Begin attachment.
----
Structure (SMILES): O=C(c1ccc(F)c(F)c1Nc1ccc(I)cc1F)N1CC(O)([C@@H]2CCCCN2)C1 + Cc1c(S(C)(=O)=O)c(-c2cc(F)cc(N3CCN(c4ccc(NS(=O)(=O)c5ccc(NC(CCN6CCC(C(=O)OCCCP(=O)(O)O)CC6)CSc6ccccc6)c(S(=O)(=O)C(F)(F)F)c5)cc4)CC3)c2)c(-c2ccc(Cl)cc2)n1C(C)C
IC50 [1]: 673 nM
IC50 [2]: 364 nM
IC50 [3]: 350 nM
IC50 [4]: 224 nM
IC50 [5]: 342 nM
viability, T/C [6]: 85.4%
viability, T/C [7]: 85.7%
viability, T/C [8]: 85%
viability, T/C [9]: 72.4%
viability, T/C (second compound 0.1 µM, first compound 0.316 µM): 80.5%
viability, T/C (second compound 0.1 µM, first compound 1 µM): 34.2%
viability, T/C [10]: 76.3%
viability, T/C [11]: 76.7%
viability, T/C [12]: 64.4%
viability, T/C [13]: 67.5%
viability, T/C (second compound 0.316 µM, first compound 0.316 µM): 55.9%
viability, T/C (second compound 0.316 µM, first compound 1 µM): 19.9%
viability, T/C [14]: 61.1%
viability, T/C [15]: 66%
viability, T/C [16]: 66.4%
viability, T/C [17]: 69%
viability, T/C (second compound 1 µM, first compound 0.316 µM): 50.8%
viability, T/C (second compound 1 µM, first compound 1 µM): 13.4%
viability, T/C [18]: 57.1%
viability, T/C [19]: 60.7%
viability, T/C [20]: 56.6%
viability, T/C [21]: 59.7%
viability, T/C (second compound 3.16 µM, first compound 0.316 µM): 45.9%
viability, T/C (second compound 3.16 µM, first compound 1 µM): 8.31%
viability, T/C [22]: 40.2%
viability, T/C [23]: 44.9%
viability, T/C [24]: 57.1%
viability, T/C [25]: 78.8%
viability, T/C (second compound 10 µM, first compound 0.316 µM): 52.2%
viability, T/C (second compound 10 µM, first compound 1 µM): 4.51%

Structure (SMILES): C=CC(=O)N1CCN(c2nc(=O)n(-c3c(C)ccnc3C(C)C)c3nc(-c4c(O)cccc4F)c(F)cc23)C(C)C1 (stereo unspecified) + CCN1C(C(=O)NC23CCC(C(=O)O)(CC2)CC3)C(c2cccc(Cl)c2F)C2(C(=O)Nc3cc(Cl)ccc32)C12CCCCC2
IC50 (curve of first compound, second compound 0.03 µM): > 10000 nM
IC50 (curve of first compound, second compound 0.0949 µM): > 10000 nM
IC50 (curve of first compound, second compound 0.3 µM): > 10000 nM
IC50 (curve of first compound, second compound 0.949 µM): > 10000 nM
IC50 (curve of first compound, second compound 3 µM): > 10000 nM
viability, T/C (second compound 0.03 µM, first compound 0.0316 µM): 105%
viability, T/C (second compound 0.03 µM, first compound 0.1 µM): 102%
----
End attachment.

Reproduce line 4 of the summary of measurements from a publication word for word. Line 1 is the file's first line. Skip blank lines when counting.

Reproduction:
IC50 [3]: 350 nM